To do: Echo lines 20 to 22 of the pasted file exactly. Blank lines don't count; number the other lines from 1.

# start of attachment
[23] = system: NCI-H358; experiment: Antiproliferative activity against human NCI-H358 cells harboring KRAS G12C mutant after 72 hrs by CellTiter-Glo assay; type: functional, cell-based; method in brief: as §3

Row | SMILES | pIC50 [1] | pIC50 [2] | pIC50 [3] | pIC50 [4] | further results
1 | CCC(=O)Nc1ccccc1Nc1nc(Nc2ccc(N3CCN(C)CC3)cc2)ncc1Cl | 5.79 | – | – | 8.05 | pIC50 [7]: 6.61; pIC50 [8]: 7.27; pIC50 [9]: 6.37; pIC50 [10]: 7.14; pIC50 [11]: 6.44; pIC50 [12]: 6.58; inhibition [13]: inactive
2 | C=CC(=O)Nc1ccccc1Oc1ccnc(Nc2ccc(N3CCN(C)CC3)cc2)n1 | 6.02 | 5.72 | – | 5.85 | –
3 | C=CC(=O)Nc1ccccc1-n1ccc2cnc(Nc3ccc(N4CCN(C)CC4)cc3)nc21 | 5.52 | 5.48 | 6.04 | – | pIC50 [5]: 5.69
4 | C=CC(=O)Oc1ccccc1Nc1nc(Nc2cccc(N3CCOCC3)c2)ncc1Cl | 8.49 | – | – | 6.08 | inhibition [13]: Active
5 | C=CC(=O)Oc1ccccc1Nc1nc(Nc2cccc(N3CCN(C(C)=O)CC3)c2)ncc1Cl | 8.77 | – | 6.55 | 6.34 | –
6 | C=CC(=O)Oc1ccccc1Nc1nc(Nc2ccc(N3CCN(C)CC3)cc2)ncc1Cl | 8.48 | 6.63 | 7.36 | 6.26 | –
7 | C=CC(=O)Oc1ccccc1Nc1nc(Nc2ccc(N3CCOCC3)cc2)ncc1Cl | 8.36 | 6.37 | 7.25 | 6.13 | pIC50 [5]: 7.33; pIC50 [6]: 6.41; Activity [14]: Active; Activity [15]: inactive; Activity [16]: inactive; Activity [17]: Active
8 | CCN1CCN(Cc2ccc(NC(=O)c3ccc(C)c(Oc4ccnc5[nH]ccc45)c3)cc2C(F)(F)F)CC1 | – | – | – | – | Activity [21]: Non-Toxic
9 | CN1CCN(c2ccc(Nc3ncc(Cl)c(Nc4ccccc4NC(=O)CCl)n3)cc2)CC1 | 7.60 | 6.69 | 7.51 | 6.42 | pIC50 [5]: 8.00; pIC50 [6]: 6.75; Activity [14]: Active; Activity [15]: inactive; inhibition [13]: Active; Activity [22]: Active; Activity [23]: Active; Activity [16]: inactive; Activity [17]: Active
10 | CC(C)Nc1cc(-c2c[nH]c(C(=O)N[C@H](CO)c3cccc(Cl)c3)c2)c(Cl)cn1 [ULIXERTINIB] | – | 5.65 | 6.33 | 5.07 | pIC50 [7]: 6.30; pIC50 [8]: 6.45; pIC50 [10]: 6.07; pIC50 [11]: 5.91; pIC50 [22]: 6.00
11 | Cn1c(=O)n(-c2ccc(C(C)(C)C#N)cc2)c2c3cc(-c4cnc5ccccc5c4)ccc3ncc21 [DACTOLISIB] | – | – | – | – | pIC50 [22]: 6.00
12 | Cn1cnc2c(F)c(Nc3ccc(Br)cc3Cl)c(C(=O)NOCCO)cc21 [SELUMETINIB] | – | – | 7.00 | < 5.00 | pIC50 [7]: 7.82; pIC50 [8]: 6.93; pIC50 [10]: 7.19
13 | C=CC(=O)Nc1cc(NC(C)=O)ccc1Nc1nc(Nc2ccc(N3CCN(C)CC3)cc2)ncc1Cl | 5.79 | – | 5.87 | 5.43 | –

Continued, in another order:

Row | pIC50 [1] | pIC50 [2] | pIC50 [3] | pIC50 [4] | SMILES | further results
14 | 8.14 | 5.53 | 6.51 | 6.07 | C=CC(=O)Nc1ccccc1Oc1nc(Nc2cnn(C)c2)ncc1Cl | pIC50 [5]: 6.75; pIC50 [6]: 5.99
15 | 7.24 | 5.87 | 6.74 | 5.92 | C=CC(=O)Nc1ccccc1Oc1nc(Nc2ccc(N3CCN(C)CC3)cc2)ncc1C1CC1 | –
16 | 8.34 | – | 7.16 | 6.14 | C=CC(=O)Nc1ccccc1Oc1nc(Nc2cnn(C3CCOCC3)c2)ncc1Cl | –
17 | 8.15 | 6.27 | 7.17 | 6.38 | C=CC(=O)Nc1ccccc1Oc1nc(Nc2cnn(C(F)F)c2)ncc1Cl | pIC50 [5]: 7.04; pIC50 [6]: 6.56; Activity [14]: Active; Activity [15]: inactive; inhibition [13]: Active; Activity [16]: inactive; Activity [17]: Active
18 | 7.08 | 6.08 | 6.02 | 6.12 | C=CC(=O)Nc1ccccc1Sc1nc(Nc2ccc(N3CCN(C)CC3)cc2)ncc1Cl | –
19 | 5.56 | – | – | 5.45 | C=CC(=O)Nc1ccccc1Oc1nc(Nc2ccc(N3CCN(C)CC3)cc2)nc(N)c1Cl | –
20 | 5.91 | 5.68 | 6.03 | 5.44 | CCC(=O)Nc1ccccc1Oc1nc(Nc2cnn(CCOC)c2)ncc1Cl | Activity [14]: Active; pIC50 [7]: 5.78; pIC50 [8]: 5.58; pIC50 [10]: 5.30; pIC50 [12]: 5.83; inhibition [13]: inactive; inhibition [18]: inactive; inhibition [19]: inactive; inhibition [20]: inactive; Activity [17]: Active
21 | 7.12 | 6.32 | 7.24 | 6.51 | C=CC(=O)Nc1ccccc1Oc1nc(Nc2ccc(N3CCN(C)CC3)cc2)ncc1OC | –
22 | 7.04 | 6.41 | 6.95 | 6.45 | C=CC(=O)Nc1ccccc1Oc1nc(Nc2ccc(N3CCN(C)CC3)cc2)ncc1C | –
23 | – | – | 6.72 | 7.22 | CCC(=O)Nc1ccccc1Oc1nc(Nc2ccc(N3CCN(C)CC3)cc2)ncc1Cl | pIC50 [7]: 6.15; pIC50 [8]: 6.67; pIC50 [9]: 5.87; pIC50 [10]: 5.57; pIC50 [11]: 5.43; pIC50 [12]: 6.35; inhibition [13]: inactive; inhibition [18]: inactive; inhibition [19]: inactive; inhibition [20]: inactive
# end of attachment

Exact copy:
16 | 8.34 | – | 7.16 | 6.14 | C=CC(=O)Nc1ccccc1Oc1nc(Nc2cnn(C3CCOCC3)c2)ncc1Cl | –
17 | 8.15 | 6.27 | 7.17 | 6.38 | C=CC(=O)Nc1ccccc1Oc1nc(Nc2cnn(C(F)F)c2)ncc1Cl | pIC50 [5]: 7.04; pIC50 [6]: 6.56; Activity [14]: Active; Activity [15]: inactive; inhibition [13]: Active; Activity [16]: inactive; Activity [17]: Active
18 | 7.08 | 6.08 | 6.02 | 6.12 | C=CC(=O)Nc1ccccc1Sc1nc(Nc2ccc(N3CCN(C)CC3)cc2)ncc1Cl | –